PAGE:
"Fear (of flying) immediately heightened after 9/11. Air travel pretty much went in the tank," said Mike Right, spokesperson for AAA in St. Louis.
But almost five years after the attacks on America on Sept. 11, 2001, more people are choosing to fly again. In fact, many airlines are actually making a profit this year, Right said.
"This has been a pretty good year for airlines," Right said "Many of them are going to produce a profit because of the loads they're carrying and adjustments in their schedules over the past few years."
Changes in the nation's airport security are just a bit more annoying for people to fly than in the past, Right said. But people are adjusting to it rather well, he added.
John Harper, president of Harper's Travel Service in Sikeston, remembers a lot of concern with air travel safety a year or two following 9/11, he said.
"Today we don't notice a lot of apprehension about flying," Harper said. "We notice apprehension about the security checks people go through. That's foremost on their minds. Most of them realize security checks are necessary, but the way they're handled and the time it takes to check everything -- it's kind of nit-picking."
Often times air travelers are more curious about what items they can take on the plane or how much luggage they can take, Harper said.
"They don't like to have to take off their shoes, and they don't know what they can take on a plane and can't," Harper said.
But like Right, Harper said he thinks more air travelers today are becoming more in-tune with the regulations.
"The concerns are still about the same as they were pre-9/11. Everyone wants to know if they're flight will be on time, late arrivals, loss of baggage and that's a big thing with them," Harper said.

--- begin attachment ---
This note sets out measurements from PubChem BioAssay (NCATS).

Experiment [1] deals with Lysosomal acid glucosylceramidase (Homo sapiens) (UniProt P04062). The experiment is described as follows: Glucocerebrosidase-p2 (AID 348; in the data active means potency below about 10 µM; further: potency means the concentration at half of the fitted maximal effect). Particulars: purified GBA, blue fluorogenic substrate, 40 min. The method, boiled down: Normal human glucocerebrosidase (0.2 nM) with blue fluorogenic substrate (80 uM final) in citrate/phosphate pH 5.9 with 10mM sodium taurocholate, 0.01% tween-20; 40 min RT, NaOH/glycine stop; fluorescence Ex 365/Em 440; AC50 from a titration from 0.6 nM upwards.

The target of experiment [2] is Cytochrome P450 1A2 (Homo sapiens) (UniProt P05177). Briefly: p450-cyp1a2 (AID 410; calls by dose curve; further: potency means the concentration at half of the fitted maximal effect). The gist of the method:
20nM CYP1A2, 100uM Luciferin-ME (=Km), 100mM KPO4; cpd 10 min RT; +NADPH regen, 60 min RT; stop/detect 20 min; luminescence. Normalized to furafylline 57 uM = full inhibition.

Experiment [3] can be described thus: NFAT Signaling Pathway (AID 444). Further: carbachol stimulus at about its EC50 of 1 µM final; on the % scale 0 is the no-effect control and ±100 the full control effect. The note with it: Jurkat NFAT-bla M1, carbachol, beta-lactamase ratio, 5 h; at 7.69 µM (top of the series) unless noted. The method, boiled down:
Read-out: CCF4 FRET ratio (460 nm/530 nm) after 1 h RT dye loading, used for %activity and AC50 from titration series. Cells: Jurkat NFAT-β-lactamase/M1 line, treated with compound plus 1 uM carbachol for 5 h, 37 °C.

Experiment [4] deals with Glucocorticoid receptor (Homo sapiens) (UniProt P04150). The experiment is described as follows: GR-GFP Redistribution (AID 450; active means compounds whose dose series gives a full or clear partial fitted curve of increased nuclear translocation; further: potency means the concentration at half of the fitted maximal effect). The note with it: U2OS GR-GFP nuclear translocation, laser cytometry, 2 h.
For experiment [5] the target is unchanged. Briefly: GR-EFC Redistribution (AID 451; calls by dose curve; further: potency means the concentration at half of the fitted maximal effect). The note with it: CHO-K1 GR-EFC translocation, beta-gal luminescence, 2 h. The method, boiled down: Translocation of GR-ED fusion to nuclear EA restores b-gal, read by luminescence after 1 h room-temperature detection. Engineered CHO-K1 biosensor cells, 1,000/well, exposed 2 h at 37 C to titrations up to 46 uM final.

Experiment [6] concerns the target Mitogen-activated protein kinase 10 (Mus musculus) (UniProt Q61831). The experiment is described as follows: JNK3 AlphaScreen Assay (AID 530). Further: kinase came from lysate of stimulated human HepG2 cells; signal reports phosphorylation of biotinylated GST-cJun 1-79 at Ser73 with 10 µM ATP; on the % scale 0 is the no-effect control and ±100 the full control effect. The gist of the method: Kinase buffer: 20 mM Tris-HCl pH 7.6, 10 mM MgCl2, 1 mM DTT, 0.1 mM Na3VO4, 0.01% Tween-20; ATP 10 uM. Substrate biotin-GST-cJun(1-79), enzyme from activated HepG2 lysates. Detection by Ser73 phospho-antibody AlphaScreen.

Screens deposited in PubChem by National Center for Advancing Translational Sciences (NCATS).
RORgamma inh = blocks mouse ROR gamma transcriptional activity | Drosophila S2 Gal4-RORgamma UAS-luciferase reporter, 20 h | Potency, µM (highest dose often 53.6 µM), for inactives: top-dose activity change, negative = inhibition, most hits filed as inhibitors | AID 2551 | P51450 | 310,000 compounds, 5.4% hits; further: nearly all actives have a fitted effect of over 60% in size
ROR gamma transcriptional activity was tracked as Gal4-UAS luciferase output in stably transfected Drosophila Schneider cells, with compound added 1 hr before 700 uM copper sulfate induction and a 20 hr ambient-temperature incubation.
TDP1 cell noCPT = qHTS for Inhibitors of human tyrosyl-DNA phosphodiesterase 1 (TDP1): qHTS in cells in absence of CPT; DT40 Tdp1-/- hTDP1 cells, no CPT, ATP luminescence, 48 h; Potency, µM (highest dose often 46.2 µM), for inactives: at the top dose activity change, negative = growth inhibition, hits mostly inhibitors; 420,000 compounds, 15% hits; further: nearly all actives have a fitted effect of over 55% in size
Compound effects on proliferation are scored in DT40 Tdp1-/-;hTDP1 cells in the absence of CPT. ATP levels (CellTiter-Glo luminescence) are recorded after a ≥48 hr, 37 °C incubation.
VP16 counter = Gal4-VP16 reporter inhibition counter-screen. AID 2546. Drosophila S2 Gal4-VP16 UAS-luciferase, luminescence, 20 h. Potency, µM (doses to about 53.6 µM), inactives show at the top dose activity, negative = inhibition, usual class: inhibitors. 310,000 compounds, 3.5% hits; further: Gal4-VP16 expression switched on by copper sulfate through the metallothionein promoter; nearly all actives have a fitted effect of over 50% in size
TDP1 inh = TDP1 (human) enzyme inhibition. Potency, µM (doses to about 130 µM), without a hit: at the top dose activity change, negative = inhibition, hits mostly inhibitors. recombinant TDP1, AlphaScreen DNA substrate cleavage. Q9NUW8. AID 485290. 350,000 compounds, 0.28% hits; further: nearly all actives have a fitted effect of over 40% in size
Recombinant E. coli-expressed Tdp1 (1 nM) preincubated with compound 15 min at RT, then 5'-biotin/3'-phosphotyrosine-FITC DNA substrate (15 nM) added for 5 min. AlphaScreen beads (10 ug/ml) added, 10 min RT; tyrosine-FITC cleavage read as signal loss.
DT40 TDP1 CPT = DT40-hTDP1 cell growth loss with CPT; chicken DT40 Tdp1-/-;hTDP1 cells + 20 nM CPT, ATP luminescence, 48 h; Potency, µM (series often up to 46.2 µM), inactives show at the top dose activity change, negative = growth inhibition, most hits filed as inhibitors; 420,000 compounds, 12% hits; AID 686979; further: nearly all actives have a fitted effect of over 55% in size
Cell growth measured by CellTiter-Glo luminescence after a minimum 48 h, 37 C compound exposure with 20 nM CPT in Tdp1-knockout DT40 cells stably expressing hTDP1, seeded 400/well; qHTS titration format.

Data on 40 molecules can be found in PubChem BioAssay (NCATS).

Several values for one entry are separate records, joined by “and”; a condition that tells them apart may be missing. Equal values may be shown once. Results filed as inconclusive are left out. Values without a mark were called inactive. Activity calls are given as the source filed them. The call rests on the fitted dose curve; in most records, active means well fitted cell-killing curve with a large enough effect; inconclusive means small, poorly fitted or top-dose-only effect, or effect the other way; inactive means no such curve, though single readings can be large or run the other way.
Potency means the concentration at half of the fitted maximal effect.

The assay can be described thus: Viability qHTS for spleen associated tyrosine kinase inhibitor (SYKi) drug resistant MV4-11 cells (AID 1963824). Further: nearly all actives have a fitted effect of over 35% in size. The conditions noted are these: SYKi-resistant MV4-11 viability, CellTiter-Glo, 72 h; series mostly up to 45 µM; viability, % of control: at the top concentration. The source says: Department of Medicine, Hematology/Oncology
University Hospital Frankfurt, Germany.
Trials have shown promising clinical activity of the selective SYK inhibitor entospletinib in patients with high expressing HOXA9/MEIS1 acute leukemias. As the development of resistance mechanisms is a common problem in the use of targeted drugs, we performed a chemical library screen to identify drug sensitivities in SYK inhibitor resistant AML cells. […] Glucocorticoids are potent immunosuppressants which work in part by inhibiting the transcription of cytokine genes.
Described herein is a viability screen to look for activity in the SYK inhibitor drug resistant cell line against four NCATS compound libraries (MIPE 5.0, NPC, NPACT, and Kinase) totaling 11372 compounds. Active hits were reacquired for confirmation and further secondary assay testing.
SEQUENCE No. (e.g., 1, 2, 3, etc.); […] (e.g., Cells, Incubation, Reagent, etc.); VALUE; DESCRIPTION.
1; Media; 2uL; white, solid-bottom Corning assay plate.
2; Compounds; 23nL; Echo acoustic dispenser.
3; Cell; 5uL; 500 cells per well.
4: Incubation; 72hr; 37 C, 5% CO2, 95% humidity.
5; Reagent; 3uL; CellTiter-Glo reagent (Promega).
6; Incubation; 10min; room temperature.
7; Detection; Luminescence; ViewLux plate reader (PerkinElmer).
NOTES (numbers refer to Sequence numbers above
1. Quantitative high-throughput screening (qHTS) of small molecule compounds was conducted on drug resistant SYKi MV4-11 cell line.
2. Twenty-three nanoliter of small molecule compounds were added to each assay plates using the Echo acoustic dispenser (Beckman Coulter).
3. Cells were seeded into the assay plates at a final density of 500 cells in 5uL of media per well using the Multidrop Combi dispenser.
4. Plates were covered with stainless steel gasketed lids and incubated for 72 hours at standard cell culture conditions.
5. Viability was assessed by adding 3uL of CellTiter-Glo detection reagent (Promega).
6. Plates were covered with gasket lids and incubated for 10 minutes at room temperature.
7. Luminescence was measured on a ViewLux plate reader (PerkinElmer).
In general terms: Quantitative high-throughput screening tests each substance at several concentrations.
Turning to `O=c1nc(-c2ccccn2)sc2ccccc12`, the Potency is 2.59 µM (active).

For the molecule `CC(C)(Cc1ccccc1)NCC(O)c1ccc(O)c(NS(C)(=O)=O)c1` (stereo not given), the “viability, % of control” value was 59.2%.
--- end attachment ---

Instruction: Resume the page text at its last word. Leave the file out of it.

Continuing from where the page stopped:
Harper said there's hardly any comparison between airport security before and after 9/11.
"Before 9/11, you would go through security check, and it was very minimal," Harper said. "They were usually looking for a knife or gun, and now they're having to look for a lot of items you might carry on the plane."
Harper said he thinks airports are much more secure than five years ago.
"I also think there's a little overkill. At the same time, if it keeps you from getting blown up, it's worth it," Harper said.
Air travel is increasing and so many of the 120- to 150-passenger planes have been replaced with smaller planes that hold one-third the number of passengers as the larger planes, Harper said.
The most intriguing current trend in air travel is the resurgence of interest in international travel, Right said.
"This year we've seen a noticeable increases in international travel," Right said.
But Harper, who has worked in the travel industry for 35 years, said Southeast Missouri always runs behind in trends.
"I think there's more apprehension about traveling out of the country than staying within the country to travel -- of course, that's debatable in some of major cities," Harper said.
More and more people are using Internet arrangements to purchase their plane tickets, Right said. However, for the more complicated trips, people are looking to travel agents, given all the regulations one gets in, such as border crossings, passports, international driving permits, etc., he said.
"People are beginning to come back to travel agents because of the value of their assistance eliminates their problems," Harper said.
Harper's Travel, which handles more commercial travel for corporations than with individuals, main business includes cruises, tours, travel by train and even airline ticket sales.
"We provide assistance as necessary," Harper said. "When the hurricane (Katrina) hit, travel agencies were there to assist their clients in getting those people back home. People who purchased tickets from the Internet had no assistance. They were stranded without any help."
Regardless of how an individual purchases their airline tickets, the bottom line is flying is one of the safest forms of travel, Right said.
"Air transportation is one of the safest modes of transportation that exists in this country," Right said.